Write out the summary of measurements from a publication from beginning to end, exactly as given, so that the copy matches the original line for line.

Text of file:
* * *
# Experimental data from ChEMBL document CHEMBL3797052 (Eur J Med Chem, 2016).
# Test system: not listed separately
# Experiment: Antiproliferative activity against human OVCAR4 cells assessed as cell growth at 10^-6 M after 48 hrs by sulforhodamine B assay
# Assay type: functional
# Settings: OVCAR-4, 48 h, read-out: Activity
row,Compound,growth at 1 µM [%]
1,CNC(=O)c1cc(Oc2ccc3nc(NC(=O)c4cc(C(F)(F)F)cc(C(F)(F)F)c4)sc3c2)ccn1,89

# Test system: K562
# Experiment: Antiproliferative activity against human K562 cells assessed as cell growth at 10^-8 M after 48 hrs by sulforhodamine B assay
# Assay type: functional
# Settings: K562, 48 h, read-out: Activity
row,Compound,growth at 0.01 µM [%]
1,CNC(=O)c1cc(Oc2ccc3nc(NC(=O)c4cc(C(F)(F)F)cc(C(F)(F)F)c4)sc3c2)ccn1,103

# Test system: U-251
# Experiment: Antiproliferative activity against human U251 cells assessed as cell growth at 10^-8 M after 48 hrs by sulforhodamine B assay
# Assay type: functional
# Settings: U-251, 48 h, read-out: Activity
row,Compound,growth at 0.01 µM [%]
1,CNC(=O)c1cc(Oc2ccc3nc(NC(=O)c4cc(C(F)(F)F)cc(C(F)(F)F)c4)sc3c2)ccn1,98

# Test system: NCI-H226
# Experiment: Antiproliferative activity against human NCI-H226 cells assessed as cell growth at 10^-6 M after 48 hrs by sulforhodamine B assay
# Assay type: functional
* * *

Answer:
# Experimental data from ChEMBL document CHEMBL3797052 (Eur J Med Chem, 2016).
# Test system: not listed separately
# Experiment: Antiproliferative activity against human OVCAR4 cells assessed as cell growth at 10^-6 M after 48 hrs by sulforhodamine B assay
# Assay type: functional
# Settings: OVCAR-4, 48 h, read-out: Activity
row,Compound,growth at 1 µM [%]
1,CNC(=O)c1cc(Oc2ccc3nc(NC(=O)c4cc(C(F)(F)F)cc(C(F)(F)F)c4)sc3c2)ccn1,89

# Test system: K562
# Experiment: Antiproliferative activity against human K562 cells assessed as cell growth at 10^-8 M after 48 hrs by sulforhodamine B assay
# Assay type: functional
# Settings: K562, 48 h, read-out: Activity
row,Compound,growth at 0.01 µM [%]
1,CNC(=O)c1cc(Oc2ccc3nc(NC(=O)c4cc(C(F)(F)F)cc(C(F)(F)F)c4)sc3c2)ccn1,103

# Test system: U-251
# Experiment: Antiproliferative activity against human U251 cells assessed as cell growth at 10^-8 M after 48 hrs by sulforhodamine B assay
# Assay type: functional
# Settings: U-251, 48 h, read-out: Activity
row,Compound,growth at 0.01 µM [%]
1,CNC(=O)c1cc(Oc2ccc3nc(NC(=O)c4cc(C(F)(F)F)cc(C(F)(F)F)c4)sc3c2)ccn1,98

# Test system: NCI-H226
# Experiment: Antiproliferative activity against human NCI-H226 cells assessed as cell growth at 10^-6 M after 48 hrs by sulforhodamine B assay
# Assay type: functional